A Woman Wearing Red
I wrote The Curious Habits of a Wanton Wife as a short piece of fiction loosely inspired by rumors. These were rumors of my grandfather's philandering, but the truth is a little more heartbreaking.
I grew up in a pretty open family. Any skeletons hung out with us at the breakfast table, never in the closet. I was awash with childhood stories. And I thought I heard all there was to hear. I was wrong. Here is what I learned.
My grandmother Mary Lillie loved to talk on the telephone. They had one jack installed for each floor of the house. This was new. Before the two jack system, there was only one phone. My grandmother kept this one phone occupied.
The year was 1972. Grandpa Saul had been laid off from work at the steel factory. He used his down time to get better acquainted with the neighbor. On the 1st floor phone, he and the lady made plans to meet up. On the upstairs phone, my grandmother made plans to dial up a relative in Georgia. She never made that call.
As Saul found his way out the driveway, my grandmother sat still.
Before long, she was searching, fumbling with keys to a locked cabinet. This was a curious thing. She avoided this cabinet. This is where Grandpa Saul kept his gun. Mary Lillie was afraid of guns.
Saul would pull out his pistol only on New Year's Eve, shoot as soon as the clock struck midnight, then put it away. This gun made my grandmother very nervous. Now she was standing with it by her side.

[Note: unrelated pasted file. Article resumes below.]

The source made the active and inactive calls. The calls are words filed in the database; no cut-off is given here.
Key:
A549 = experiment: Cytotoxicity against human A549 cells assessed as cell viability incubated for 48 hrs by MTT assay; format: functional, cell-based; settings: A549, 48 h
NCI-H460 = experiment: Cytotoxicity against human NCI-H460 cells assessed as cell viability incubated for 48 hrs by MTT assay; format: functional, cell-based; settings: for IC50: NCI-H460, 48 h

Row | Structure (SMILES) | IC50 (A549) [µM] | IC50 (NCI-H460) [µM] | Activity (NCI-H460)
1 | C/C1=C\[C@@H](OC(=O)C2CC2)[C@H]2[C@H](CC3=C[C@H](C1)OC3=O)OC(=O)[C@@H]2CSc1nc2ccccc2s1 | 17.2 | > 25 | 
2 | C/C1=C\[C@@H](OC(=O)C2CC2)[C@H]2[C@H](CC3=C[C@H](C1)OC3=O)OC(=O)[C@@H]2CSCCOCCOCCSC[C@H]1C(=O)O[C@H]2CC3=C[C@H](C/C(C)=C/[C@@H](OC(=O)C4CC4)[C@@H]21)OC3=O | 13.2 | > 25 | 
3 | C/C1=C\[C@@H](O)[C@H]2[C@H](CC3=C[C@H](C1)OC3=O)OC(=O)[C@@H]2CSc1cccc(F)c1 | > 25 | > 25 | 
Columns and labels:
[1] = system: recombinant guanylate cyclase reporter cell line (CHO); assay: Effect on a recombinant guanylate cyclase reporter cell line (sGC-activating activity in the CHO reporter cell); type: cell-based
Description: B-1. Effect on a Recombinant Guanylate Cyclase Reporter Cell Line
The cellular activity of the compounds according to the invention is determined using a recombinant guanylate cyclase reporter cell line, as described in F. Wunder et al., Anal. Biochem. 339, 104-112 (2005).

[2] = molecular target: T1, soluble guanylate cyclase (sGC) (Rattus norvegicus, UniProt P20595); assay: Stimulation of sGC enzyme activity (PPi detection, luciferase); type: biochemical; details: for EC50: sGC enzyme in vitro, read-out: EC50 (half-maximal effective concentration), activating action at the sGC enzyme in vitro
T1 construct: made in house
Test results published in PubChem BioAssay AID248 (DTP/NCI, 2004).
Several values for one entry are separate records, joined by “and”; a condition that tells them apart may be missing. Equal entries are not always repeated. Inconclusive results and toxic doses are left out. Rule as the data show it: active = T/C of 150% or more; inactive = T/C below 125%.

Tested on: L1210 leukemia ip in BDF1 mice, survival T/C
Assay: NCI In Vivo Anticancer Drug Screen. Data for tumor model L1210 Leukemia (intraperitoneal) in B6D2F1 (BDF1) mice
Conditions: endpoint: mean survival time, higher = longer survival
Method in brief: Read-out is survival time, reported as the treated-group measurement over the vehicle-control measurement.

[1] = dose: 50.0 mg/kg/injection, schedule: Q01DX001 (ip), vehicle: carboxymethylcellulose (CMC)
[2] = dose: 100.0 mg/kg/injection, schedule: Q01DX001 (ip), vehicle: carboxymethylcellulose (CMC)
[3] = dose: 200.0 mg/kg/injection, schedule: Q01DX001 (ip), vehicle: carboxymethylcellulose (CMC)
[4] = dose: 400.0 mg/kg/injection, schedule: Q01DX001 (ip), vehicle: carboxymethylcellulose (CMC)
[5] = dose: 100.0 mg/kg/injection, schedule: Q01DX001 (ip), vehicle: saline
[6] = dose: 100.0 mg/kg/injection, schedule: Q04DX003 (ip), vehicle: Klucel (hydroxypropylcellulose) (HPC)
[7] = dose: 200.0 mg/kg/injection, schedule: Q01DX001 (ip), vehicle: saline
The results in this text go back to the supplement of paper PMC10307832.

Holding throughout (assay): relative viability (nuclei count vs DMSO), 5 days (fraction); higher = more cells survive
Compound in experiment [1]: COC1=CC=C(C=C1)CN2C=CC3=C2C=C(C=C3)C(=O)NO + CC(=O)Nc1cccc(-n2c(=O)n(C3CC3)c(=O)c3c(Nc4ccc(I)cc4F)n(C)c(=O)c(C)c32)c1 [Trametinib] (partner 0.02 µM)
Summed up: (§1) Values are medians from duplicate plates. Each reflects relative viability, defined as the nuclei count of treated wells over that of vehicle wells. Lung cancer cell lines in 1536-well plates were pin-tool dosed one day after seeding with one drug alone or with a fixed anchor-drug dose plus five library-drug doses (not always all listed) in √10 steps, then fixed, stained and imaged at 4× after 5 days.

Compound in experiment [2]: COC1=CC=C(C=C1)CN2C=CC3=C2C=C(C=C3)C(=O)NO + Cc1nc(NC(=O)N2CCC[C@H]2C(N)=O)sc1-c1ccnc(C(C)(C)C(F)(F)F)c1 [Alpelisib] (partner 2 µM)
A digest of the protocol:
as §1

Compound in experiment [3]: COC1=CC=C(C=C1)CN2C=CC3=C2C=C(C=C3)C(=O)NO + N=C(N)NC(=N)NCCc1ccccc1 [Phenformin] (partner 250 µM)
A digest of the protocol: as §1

She took it to the meeting place of Saul and the lady. They were not found. She searched late into the night. She searched long enough to return home and lock the gun back inside the cabinet.
Saul was the controlling type. He didn't want Mary Lillie to work. He didn't want her to spend time with her elder sister Maggie (Aunt Maggie wore platinum blonde wigs, owned a beauty shop, and dated Big Timers). He also didn't want Mary Lillie to wear the color red. Tramps wore red.
The morning after overhearing that phone call, my grandmother got up and dressed herself. She wore red from hat to heel. She wore red and went to church. It was Sunday.
She soon took to bed. Then the hospital. She was dying.
My mother remembers receiving a late night call. Her mother had asked to speak to Saul.
"Mama, daddy isn't home."
Mary Lillie, from her hospital bed said, "OK, do not tell him I called."
When my mother and her eight siblings were carried to Cleveland Clinic the next afternoon, they saw their father sitting by a man's bedside. The man was unable to speak or move. My mother at age fifteen was confused. She asked, "Why are we in a room with this old man? Why aren't we visiting my mother?" My grandfather answered her, "This is your mother."
Mary Lillie's hair had turned white over night. Her skin ash gray. There was little trace of herself. Her own children did not recognize her.
When my grandmother passed, shocked and weeping mourners crowded 113th Street. Mary Lillie had meant a great deal to them.
My grandfather wed once again, but found himself at my grandmother's grave every Sunday.
He died a decade later, of a heart attack, while having sex with a woman who wasn't his wife.